The Hobbs Act’s use of “exclusive” is important, Kovner argued, when read in pari materia with the judicial-review provisions of the Administrative Procedure Act. That is because Section 703 forecloses judicial review under the APA when there is a “prior, adequate, and exclusive opportunity for judicial review.” In other words, it is completely ordinary for there to be no subsequent review under the APA when Congress has provided for exclusive review elsewhere, as it has done in the Hobbs Act. Importantly here, Kovner underscored, PDR Network has never challenged the adequacy of the Hobbs Act review process. If the adequacy inquiry bothers the justices — as it surely did for several of them — Kovner suggested the proper course would be to dismiss the case as improvidently granted.

Based on the argument, it would be precarious to predict which way the court is heading. A number of the justices seemed sympathetic to the United States’ textualist arguments, yet uncomfortable with what that means for a defendant in a private enforcement action — particularly one who confronts an agency interpretation that is inconsistent with, or perhaps even contradicts, the statutory text. The justices also seemed split on whether the alternative remedy of asking the agency itself to reconsider its regulation was adequate or merely cold comfort.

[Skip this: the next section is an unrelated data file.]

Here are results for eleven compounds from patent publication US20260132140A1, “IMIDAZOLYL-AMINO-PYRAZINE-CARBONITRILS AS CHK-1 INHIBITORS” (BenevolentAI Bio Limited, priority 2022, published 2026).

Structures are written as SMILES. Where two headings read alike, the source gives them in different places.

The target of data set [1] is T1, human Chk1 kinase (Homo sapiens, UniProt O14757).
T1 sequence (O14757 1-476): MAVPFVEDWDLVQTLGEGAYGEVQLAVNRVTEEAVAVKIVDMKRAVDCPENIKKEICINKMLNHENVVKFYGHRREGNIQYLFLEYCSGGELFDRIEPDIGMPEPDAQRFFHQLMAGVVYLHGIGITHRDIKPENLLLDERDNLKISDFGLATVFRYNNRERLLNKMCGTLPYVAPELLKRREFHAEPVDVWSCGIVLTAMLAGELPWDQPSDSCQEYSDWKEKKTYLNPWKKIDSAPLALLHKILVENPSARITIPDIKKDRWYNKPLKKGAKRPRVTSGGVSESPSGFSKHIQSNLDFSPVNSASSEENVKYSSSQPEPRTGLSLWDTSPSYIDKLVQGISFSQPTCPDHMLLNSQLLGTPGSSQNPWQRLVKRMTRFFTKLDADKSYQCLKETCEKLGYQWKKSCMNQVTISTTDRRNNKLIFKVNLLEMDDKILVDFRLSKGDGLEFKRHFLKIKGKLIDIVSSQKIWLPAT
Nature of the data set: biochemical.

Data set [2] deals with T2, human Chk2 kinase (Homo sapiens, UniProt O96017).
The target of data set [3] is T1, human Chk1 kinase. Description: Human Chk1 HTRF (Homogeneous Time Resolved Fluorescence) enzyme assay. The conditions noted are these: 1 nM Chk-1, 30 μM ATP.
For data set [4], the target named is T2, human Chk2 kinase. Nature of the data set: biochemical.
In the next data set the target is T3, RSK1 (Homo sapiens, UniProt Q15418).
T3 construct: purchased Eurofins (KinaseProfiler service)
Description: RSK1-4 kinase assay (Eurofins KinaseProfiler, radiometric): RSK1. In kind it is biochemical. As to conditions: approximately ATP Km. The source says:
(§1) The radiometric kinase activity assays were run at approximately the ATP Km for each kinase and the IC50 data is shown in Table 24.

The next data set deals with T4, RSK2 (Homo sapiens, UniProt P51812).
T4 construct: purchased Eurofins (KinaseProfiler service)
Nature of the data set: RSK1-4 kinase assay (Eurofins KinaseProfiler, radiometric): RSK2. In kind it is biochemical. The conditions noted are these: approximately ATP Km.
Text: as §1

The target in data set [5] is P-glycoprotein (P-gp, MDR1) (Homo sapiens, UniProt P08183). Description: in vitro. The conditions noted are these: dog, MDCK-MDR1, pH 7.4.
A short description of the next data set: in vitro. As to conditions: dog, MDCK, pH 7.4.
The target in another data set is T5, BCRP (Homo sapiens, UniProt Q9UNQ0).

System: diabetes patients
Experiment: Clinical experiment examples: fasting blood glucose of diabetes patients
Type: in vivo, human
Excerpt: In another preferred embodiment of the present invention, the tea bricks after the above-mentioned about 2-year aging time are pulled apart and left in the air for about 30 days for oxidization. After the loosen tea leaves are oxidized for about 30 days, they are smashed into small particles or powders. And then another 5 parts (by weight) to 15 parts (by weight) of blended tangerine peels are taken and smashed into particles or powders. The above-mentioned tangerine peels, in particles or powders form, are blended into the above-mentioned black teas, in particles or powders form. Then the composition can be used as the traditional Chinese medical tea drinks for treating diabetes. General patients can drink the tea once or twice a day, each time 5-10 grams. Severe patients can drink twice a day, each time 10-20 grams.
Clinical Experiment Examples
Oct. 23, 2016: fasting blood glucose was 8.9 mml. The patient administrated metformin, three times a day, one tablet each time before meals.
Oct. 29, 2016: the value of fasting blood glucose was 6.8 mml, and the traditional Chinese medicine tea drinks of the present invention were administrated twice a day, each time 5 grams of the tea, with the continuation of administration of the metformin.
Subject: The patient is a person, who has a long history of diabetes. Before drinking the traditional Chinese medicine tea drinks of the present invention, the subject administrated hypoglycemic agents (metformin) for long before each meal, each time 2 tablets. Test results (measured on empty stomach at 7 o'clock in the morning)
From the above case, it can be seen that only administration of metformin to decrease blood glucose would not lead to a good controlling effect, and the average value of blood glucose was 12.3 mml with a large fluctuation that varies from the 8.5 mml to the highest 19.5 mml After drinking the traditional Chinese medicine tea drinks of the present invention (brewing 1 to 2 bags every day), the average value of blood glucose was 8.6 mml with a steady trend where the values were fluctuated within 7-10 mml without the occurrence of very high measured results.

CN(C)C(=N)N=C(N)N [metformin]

Justice Neil Gorsuch, however, seemed to be drawn down another path — the one Aditya Bamzai charted in his law-professor amicus curiae brief. In particular, Bamzai argues that the Hobbs Act is a jurisdiction-splitting, not jurisdiction-stripping, statute. In splitting jurisdiction, Bamzai contends, the Hobbs Act does not disturb a district court’s ordinary authority to interpret statutes when an agency’s statutory interpretation is not necessarily an element of a crime or civil cause of action. So the Hobbs Act would remain the exclusive avenue to “determine the validity of” a regulation, but PDR Network could challenge the agency’s legal interpretation as applied in this private enforcement action.

At argument, Gorsuch appeared to be alone in advocating for Bamzai’s path forward. But as the court struggles to find a majority, perhaps that path will attract more travelers.

Editor’s Note: Analysis based on transcript of oral argument.

Recommended Citation: Christopher Walker, Argument analysis: Justices struggle with whether the Hobbs Act is ordinary or extraordinary administrative law, SCOTUSblog (Mar. 26, 2019, 11:06 AM),